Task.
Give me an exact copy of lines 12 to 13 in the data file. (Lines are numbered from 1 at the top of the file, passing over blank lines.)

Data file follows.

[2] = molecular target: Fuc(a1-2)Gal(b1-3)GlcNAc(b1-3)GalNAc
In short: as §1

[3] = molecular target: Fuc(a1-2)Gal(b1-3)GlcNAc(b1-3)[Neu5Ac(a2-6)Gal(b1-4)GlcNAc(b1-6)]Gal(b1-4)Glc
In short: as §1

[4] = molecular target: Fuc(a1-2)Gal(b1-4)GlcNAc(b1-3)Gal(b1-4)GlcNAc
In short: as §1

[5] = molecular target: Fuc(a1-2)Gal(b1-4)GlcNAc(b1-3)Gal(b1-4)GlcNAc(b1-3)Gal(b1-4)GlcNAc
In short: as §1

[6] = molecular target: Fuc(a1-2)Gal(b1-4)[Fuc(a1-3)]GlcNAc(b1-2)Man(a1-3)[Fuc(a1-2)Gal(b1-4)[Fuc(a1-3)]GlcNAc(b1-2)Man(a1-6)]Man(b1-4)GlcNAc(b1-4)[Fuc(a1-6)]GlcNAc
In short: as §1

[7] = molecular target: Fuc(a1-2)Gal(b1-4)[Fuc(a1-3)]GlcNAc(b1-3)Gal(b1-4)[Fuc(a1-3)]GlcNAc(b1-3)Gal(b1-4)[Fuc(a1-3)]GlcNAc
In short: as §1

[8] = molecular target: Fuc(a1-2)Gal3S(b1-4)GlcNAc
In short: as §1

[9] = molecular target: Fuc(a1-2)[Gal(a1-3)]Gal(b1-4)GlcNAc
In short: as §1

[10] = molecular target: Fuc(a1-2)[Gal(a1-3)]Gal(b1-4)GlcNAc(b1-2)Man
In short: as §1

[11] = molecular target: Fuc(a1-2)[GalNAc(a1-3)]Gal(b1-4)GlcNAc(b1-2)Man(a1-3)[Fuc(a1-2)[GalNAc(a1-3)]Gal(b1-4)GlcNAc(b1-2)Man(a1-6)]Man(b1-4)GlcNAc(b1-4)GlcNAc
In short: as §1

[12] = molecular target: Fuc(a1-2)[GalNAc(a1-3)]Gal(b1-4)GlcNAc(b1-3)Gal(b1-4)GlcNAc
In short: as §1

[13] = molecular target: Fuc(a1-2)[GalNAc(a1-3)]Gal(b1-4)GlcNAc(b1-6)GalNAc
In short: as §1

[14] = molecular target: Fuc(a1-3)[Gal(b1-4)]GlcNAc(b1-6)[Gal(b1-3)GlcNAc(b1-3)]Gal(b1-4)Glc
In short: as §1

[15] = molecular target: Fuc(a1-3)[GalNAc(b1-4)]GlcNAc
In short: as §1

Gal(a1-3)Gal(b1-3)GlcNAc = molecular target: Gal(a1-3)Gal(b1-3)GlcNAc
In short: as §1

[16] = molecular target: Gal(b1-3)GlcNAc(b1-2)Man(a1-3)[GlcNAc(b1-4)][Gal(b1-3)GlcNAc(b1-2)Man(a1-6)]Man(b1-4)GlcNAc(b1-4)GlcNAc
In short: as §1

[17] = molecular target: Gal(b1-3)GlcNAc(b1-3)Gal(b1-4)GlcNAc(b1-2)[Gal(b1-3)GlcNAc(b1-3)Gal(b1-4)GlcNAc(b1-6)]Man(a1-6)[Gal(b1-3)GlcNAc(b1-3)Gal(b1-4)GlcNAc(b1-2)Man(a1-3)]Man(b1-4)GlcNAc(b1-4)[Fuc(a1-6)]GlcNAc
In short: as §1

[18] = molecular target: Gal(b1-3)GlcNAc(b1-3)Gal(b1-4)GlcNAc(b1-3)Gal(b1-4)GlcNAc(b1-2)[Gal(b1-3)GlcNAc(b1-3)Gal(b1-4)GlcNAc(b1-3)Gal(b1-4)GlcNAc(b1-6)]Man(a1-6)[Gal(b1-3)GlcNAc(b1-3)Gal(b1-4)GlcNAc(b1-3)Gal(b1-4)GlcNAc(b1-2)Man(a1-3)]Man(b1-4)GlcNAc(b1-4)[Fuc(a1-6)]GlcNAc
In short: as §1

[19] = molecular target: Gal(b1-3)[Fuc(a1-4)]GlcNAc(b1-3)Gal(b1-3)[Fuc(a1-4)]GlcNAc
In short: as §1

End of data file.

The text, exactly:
In short: as §1

[8] = molecular target: Fuc(a1-2)Gal3S(b1-4)GlcNAc